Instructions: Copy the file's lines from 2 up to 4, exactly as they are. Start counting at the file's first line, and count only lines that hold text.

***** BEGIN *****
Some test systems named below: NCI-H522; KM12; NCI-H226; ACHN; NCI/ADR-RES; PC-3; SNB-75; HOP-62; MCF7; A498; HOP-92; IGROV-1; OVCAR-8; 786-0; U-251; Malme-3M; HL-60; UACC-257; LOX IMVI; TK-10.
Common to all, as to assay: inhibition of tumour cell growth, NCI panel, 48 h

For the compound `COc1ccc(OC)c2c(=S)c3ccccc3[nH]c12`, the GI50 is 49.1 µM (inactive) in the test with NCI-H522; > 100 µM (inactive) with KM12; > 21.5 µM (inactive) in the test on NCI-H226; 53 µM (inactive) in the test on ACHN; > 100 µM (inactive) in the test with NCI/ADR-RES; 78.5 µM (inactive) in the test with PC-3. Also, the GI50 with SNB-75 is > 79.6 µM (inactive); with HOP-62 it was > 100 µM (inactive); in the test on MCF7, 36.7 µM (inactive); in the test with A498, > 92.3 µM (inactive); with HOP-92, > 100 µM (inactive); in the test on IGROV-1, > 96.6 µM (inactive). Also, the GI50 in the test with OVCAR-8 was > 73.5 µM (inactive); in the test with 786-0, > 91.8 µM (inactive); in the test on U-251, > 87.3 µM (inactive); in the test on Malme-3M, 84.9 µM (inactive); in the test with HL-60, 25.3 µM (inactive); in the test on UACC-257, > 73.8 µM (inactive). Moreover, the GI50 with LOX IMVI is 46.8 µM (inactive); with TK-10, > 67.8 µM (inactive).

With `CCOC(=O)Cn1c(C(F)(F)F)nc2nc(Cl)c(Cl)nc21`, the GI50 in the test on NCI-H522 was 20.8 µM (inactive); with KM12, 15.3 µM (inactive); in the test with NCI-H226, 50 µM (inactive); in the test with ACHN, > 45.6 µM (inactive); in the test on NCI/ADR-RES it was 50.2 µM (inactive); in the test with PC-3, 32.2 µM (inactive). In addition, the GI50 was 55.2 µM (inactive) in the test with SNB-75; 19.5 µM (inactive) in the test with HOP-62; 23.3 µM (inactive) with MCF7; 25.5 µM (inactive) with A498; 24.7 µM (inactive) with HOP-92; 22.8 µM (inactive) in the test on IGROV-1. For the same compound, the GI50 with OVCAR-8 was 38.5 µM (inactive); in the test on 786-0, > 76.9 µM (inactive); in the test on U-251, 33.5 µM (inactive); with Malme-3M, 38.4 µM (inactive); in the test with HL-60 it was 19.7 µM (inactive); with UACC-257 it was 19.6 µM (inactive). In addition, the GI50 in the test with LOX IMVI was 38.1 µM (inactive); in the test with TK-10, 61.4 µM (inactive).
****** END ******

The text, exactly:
Common to all, as to assay: inhibition of tumour cell growth, NCI panel, 48 h

For the compound `COc1ccc(OC)c2c(=S)c3ccccc3[nH]c12`, the GI50 is 49.1 µM (inactive) in the test with NCI-H522; > 100 µM (inactive) with KM12; > 21.5 µM (inactive) in the test on NCI-H226; 53 µM (inactive) in the test on ACHN; > 100 µM (inactive) in the test with NCI/ADR-RES; 78.5 µM (inactive) in the test with PC-3. Also, the GI50 with SNB-75 is > 79.6 µM (inactive); with HOP-62 it was > 100 µM (inactive); in the test on MCF7, 36.7 µM (inactive); in the test with A498, > 92.3 µM (inactive); with HOP-92, > 100 µM (inactive); in the test on IGROV-1, > 96.6 µM (inactive). Also, the GI50 in the test with OVCAR-8 was > 73.5 µM (inactive); in the test with 786-0, > 91.8 µM (inactive); in the test on U-251, > 87.3 µM (inactive); in the test on Malme-3M, 84.9 µM (inactive); in the test with HL-60, 25.3 µM (inactive); in the test on UACC-257, > 73.8 µM (inactive). Moreover, the GI50 with LOX IMVI is 46.8 µM (inactive); with TK-10, > 67.8 µM (inactive).

With `CCOC(=O)Cn1c(C(F)(F)F)nc2nc(Cl)c(Cl)nc21`, the GI50 in the test on NCI-H522 was 20.8 µM (inactive); with KM12, 15.3 µM (inactive); in the test with NCI-H226, 50 µM (inactive); in the test with ACHN, > 45.6 µM (inactive); in the test on NCI/ADR-RES it was 50.2 µM (inactive); in the test with PC-3, 32.2 µM (inactive). In addition, the GI50 was 55.2 µM (inactive) in the test with SNB-75; 19.5 µM (inactive) in the test with HOP-62; 23.3 µM (inactive) with MCF7; 25.5 µM (inactive) with A498; 24.7 µM (inactive) with HOP-92; 22.8 µM (inactive) in the test on IGROV-1. For the same compound, the GI50 with OVCAR-8 was 38.5 µM (inactive); in the test on 786-0, > 76.9 µM (inactive); in the test on U-251, 33.5 µM (inactive); with Malme-3M, 38.4 µM (inactive); in the test with HL-60 it was 19.7 µM (inactive); with UACC-257 it was 19.6 µM (inactive). In addition, the GI50 in the test with LOX IMVI was 38.1 µM (inactive); in the test with TK-10, 61.4 µM (inactive).